List of state and territorial universities in the United States

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In the United States, a state college or state university is one of the public colleges or universities funded by or associated with the state government. In some cases, these institutions of higher learning are part of a state university system, while in other cases they are not. Several U.S. territories also administer public colleges and universities.

Although most of these institutions are associated with state governments, a small number of public institutions are directly funded and governed by the U.S. federal government, including the service academies, the Community College of the Air Force, the Naval Postgraduate School, the Air Force Institute of Technology, the Uniformed Services University of the Health Sciences, military war colleges and staff colleges, and Haskell Indian Nations University. A few universities - George Washington University, Georgetown University, Gallaudet University, Howard University, and American University - are private universities in the District of Columbia that are federally chartered by the United States Government.

Most state universities receive at least part of their funding from the state, although many have substantial income from tuition and fees, endowment proceeds, donations (such as from alumni or philanthropists), and revenue from royalties. State universities usually offer lower tuition costs to in-state residents. According to the College Board, public four-year colleges charge on average $7,605 per year in tuition and fees for full-time in-state students and $11,990 for out-of-state students.[1] Substantial financial support is also provided by the federal government, particularly through federal financial aid.

In some states, there is a campus designated as the "flagship" campus in the state's university system. The flagship campus is the most prestigious campus and the largest campus in student population, e.g. the University of Maryland, College Park campus in the University System of Maryland, the Indiana University Bloomington campus in the Indiana University System, and the University of Tennessee, Knoxville campus in the University of Tennessee System.[2]

There are a number of states that have more than one university system, e.g. California with 2; Colorado with 2; Indiana with 2; New York with 2; Tennessee with 2; and Texas with 6 (the most).

Notes:


Alabama[edit]

Alaska[edit]

Arizona[edit]

Arkansas[edit]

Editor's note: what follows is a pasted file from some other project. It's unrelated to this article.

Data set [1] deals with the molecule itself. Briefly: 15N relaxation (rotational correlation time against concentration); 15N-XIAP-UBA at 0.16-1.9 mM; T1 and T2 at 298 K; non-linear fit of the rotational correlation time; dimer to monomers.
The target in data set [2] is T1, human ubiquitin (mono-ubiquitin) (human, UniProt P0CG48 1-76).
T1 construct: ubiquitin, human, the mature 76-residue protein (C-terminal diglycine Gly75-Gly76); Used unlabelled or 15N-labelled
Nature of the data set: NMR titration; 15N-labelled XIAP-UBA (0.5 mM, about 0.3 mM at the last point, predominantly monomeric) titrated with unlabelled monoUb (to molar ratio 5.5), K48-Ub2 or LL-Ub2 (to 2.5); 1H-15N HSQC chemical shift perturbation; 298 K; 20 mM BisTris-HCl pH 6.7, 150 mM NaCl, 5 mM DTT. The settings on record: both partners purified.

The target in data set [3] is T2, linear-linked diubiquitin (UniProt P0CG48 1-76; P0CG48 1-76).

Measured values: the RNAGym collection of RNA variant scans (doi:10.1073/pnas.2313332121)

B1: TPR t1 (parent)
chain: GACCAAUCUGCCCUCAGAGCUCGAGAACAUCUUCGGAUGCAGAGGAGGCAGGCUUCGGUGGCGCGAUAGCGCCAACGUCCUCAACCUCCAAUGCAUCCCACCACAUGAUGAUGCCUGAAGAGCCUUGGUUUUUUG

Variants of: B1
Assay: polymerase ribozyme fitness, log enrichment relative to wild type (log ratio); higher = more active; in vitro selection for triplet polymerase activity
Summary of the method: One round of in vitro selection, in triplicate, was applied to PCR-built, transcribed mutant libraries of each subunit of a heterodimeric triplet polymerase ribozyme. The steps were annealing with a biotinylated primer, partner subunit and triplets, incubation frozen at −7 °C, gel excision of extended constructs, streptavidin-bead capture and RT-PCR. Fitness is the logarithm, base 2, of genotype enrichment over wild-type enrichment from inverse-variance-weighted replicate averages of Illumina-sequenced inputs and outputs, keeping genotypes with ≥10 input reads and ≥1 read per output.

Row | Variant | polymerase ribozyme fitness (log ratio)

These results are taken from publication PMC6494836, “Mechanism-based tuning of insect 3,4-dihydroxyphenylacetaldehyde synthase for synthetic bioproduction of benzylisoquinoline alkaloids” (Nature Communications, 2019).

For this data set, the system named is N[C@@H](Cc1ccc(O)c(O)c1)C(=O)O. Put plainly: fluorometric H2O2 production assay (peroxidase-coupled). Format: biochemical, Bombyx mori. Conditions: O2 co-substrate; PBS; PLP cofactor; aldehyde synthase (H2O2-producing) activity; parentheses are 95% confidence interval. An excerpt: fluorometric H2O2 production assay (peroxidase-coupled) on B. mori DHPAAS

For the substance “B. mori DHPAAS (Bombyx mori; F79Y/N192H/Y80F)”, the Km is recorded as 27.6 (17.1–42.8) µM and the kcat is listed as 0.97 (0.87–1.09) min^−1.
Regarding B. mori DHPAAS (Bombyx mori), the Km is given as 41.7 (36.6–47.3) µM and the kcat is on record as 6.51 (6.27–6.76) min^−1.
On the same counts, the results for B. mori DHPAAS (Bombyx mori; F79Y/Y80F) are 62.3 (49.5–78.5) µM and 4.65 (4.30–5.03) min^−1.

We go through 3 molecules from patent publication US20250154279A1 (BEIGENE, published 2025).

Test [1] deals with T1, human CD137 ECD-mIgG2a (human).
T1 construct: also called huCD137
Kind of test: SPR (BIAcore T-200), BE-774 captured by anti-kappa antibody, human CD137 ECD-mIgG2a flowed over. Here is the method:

California[edit]

Colorado[edit]

Connecticut[edit]

Delaware[edit]

District of Columbia[edit]

Universities Chartered by Congress (Congressional Charter) are not public state or territorial universities; they are private non-profit universities that do not grant in-state tuition discounts to District of Columbia residents unlike other government-funded state or territorial universities. The United States Federal Government provides tuition grants to District of Columbia residents through the DC Tuition Assistance Grant (DC TAG) towards the difference in price between in-state and out-of-state tuition at public four-year colleges/universities and private Historically Black Colleges and Universities throughout the U.S., Guam, and Puerto Rico. Small amounts of the grant can be used for Washington Metropolitan Area private universities within close proximate of the District.[3]

Florida[edit]

Georgia[edit]

Guam[edit]

Hawaii[edit]

Idaho[edit]

Illinois[edit]

Indiana[edit]

Iowa[edit]

Kansas[edit]

Note: Washburn University in Topeka is a municipally-chartered university.

Kentucky[edit]

Louisiana[edit]

Maine[edit]

Maryland[edit]

Massachusetts[edit]

Michigan[edit]

Minnesota[edit]

Mississippi[edit]

Missouri[edit]

Montana[edit]

Nebraska[edit]

Nevada[edit]

New Hampshire[edit]

New Jersey[edit]

New Mexico[edit]

New York[edit]

North Carolina[edit]

North Dakota[edit]

Northern Mariana Islands[edit]

Ohio[edit]

Oklahoma[edit]

Oregon[edit]

Pennsylvania[edit]

Pennsylvania State System of Higher Education (PaSSHE)

The 14 universities in PaSSHE are state-owned. They are directly governed by gubernatorial appointees sitting on the PaSSHE Board of Governors. Each university also has an independent Council of Trustees appointed by the Commonwealth's governor.

Commonwealth System of Higher Education

Universities of the Commonwealth System of Higher Education receive public funds and reduce tuition for residents of Pennsylvania. Gubernatorial appointees are always a minority of their respective governing boards. Each university is a multi-campus institution through out the state.

Puerto Rico[edit]

Rhode Island[edit]

South Carolina[edit]

South Dakota[edit]

Tennessee[edit]

Texas[edit]

Utah[edit]

Vermont[edit]

Virginia[edit]

Virgin Islands[edit]

Washington[edit]

West Virginia[edit]

Wisconsin[edit]

Wyoming[edit]

References[edit]

  1. ^ "College Costs: FAQs".
  2. ^ Idaho Archived 2013-04-11 at archive.today
  3. ^ "DC Tuition Assistance Grant (DCTAG) | osse".